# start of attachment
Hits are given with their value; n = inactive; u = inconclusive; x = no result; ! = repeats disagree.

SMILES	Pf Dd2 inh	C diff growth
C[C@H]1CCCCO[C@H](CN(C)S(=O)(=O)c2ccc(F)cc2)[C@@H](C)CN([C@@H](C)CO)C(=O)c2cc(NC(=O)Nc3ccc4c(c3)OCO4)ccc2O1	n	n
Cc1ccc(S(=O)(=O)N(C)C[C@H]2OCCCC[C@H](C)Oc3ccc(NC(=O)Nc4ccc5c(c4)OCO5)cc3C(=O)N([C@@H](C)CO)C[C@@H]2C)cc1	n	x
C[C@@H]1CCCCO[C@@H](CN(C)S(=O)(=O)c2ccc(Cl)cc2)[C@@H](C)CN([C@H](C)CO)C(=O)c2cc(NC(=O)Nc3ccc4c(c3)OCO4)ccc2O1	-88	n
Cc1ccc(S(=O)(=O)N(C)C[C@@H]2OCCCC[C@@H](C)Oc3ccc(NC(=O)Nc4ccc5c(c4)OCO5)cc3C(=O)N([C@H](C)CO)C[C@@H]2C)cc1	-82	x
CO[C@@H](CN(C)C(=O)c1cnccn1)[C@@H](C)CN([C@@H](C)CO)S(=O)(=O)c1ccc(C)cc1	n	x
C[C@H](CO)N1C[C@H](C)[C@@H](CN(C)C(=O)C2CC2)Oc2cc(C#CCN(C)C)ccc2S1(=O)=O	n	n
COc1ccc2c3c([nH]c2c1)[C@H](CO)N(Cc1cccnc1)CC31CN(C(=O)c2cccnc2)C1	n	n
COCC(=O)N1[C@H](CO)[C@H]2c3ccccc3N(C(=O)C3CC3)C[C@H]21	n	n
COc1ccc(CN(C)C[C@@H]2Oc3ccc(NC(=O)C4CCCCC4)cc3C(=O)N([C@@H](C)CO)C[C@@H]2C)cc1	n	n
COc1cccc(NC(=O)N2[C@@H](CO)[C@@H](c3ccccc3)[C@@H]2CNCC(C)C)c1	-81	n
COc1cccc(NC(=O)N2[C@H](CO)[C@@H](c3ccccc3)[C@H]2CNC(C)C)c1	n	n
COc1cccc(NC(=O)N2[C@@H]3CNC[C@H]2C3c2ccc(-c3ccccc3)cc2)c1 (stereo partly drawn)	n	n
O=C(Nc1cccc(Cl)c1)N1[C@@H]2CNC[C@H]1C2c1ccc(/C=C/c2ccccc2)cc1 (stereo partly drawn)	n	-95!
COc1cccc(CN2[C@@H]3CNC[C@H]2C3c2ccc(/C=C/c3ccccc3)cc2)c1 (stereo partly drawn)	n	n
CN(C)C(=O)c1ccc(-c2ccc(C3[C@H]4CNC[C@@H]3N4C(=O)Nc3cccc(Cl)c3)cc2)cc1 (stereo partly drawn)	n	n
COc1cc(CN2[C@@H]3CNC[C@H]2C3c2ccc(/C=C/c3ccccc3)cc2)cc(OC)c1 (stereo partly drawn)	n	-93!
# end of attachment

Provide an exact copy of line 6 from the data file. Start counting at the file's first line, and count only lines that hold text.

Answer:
Cc1ccc(S(=O)(=O)N(C)C[C@@H]2OCCCC[C@@H](C)Oc3ccc(NC(=O)Nc4ccc5c(c4)OCO5)cc3C(=O)N([C@H](C)CO)C[C@@H]2C)cc1	-82	x